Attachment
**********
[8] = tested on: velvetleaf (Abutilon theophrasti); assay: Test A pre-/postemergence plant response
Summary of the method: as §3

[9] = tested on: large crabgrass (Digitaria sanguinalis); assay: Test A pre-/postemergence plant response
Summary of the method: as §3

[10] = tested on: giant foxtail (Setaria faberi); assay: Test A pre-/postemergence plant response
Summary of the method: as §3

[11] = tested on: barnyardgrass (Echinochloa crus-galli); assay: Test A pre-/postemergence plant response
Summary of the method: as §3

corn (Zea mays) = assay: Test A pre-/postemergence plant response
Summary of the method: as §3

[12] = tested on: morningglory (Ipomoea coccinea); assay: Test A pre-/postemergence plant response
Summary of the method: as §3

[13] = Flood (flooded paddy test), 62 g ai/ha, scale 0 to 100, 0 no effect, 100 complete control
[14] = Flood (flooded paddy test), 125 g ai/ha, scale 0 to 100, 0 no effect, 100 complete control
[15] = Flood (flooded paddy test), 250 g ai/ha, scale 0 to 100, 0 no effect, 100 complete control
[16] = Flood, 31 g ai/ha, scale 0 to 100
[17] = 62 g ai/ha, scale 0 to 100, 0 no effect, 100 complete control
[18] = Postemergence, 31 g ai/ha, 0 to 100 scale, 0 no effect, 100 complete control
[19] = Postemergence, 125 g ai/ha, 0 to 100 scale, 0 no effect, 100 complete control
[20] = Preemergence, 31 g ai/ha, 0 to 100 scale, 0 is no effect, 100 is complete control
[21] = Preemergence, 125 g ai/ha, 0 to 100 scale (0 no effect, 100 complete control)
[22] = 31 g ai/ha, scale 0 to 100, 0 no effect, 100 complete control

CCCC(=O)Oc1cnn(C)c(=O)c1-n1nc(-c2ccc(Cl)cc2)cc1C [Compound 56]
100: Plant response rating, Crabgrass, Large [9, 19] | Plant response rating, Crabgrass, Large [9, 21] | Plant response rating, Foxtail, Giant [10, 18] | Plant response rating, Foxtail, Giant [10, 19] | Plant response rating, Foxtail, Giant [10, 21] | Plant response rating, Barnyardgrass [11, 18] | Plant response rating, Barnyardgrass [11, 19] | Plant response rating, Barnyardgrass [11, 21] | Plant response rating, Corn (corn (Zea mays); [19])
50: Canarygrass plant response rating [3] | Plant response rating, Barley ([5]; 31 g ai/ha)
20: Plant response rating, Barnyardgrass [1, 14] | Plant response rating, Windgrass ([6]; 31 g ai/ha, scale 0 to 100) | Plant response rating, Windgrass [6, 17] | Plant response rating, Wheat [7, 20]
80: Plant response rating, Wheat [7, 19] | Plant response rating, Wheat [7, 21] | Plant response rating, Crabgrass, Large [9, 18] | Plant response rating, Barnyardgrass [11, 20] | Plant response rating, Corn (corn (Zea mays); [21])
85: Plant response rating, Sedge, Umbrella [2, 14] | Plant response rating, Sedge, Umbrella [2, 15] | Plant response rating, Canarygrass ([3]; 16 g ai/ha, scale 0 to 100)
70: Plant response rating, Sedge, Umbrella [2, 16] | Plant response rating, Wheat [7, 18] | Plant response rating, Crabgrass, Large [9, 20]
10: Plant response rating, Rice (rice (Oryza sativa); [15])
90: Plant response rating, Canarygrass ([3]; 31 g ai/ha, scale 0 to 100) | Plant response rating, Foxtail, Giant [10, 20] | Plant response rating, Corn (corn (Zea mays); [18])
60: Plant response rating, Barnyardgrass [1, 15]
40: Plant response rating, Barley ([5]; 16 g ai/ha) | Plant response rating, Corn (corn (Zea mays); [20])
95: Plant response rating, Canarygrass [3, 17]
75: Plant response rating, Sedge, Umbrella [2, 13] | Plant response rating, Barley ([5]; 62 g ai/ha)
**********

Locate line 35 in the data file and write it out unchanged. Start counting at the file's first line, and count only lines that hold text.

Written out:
75: Plant response rating, Sedge, Umbrella [2, 13] | Plant response rating, Barley ([5]; 62 g ai/ha)